With huge financial scandals causing turmoil in the United States, this year has seen some vigorous reporting about high-level misdeeds and corporate manipulation. But many news stories just take the lead from top officials. In the months ahead, we'll find out how deep American media outlets are willing to go.
Big scandals always generate plenty of headlines and lots of excitement. Important information can emerge. But frequently, key facts remain buried and crucial questions go unasked. If it's true that reporters produce a first draft of history, they often serve as conformist "jiffy historians" who do little more than recycle the day's conventional wisdom.
A dozen years ago, when journalist Martin A. Lee and I were writing a book about media bias ("Unreliable Sources"), we tried to assess what had gone wrong with news coverage of the Iran-contra scandal. Along the way — under the heading of "Signs of an Official Scandal" — we listed some general characteristics of coverage routinely providing much more heat than light.
Today, it may be useful to consider how some "signs of an official scandal" apply to media treatment of the current uproar shaking Wall Street and Pennsylvania Avenue:
"The scandal comes to light much later than it could have to prevent serious harm."
"The focus is on scapegoats and fall guys, as though remedial action amounts to handing the public a few heads on a platter."
Hours after USA Today reported on its front page last Wednesday that "the search for big-time fall guys in the recent corporate debacles could be a long one," former Adelphia Communications CEO John Rigas, two sons and a pair of other execs at the firm were under arrest. A delighted White House spinner, Ari Fleischer, called the action "a clear sign of this administration's commitment to enforce the laws so justice can be done."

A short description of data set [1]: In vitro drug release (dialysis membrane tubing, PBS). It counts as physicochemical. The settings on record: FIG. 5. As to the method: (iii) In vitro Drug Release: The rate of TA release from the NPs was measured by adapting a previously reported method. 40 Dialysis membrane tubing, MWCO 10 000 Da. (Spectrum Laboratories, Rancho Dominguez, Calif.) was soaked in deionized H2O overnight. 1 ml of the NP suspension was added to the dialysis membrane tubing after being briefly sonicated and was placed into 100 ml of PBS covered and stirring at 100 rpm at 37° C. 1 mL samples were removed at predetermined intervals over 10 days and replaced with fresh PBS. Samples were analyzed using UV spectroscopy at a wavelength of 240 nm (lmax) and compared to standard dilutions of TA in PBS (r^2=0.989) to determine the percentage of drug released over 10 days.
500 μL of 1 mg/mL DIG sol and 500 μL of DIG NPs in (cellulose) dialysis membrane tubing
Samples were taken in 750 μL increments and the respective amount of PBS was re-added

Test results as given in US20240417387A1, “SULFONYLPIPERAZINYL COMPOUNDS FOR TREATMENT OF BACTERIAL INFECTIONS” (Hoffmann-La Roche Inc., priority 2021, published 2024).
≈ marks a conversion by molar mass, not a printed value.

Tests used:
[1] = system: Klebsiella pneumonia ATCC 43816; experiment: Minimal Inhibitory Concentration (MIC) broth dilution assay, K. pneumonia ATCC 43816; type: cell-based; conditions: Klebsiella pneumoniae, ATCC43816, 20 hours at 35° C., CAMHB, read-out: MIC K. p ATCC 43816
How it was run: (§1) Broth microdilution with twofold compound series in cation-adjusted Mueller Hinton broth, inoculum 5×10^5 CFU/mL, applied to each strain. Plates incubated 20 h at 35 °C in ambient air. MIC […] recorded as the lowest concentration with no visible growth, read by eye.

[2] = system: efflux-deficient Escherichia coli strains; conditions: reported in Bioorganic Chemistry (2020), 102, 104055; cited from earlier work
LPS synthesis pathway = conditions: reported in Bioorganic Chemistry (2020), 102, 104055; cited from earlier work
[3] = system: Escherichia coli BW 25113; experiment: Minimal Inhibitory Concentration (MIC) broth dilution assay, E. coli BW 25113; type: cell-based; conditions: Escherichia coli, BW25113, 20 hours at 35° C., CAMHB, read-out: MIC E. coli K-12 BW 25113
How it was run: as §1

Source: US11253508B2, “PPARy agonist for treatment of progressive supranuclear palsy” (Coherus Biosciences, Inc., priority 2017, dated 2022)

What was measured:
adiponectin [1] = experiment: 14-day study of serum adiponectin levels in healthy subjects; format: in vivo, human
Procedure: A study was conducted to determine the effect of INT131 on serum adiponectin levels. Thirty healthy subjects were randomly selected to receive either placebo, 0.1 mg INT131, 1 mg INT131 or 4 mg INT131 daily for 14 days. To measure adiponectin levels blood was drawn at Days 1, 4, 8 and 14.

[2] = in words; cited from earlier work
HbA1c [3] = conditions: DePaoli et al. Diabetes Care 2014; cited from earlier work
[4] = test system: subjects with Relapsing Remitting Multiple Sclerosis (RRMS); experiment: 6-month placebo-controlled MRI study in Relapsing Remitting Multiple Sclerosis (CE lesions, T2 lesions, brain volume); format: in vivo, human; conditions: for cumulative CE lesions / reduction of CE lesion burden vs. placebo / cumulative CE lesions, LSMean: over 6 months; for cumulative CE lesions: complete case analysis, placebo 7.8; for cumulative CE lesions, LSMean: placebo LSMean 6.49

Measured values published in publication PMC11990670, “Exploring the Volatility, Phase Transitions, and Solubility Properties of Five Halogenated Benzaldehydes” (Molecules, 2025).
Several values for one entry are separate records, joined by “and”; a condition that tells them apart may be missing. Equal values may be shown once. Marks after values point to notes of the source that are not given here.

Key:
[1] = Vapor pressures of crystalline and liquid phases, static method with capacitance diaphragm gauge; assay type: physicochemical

"Damage control keeps the media barking but at bay. The press is so busy chewing on scraps near the outer perimeter that it stays away from the chicken house."
Too soon to tell. Some reporters and pundits have been gnawing on Wall Street scamster-turned-regulator Harvey Pitt, and the SEC chairman may soon find himself ceremoniously tossed over the White House fence onto the sidewalk. We'll see whether such scraps will satisfy the hungers of the Washington press corps.
"Sources on the inside supply tidbits of information to steer reporters in certain directions — and away from others. With the media dashing through the woods, these sources keep pointing: 'The scandal went that-a-way!'"
Beyond all the partisan salvos, basic conflicts exist between corporate power and potential democracy. The news media have not yet clearly defined the scope of the current scandal or its implications.
"The spotlight is on outraged officials ... asking tough questions. (But not too tough.) As time passes, politicians and/or the judicial system take the lead in guiding media coverage."
But this scandal is unusually volatile because many millions of employees and retirees-to-be are furious that corporations have methodically ripped them off. News media are spotlighting their predicaments and justifiable anger. Officialdom may find that the usual media-manipulation techniques are inadequate to co-opt the growing rage at the grassroots.
"Despite all the hand-wringing, the press avoids basic questions that challenge institutional power and not just a few powerful individuals."
Yes, some former private-sector heroes are becoming prime-time villains. And in Washington, after flak-catching functionary Pitt gets tossed overboard or decides that he must spend more time with his family, the ex-captain of (the U$$) Halliburton is likely to face increased pressure as more becomes known about Dick Cheney's former lucrative role as head of that particular books-cooking firm.
But the nonstop flood of corporate money into the coffers of the two major parties has not slowed. And while the latest "official scandal" shows no indication of abating anytime soon, there's still a shortage of high-profile reporting on the nation's extreme disparities of power.
In this scandalous era, savvy operatives like Pitt are expendable. So are any politicians — including Machiavellian string-pullers like Cheney and princely marionettes like George W. Bush. While journalists may feel empowered to focus on greedy individuals who excel at deception, now is also a good time to explore options for fundamentally changing an entrenched system that remains hostile to economic justice.